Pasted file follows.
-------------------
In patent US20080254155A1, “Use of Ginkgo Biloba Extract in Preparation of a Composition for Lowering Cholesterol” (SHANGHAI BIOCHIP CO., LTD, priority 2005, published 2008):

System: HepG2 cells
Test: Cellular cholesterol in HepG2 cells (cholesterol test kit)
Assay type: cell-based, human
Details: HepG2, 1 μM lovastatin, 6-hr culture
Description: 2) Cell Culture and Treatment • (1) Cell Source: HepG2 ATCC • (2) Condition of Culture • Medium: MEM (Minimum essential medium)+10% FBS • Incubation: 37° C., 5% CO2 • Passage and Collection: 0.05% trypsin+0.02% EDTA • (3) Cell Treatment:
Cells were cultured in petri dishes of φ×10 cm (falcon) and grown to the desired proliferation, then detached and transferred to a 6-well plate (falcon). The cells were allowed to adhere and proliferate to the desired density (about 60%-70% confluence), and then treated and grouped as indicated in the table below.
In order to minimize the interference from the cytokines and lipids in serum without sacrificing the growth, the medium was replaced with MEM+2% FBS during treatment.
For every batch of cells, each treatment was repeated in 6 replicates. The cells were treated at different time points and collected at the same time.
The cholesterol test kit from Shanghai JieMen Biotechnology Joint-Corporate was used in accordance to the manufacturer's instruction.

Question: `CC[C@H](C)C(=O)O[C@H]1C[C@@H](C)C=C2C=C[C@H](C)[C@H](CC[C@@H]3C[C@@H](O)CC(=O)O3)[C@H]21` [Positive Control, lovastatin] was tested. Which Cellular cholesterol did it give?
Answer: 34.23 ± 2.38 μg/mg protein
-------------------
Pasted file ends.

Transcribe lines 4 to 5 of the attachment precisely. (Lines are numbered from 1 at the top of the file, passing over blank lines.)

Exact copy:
Assay type: cell-based, human
Details: HepG2, 1 μM lovastatin, 6-hr culture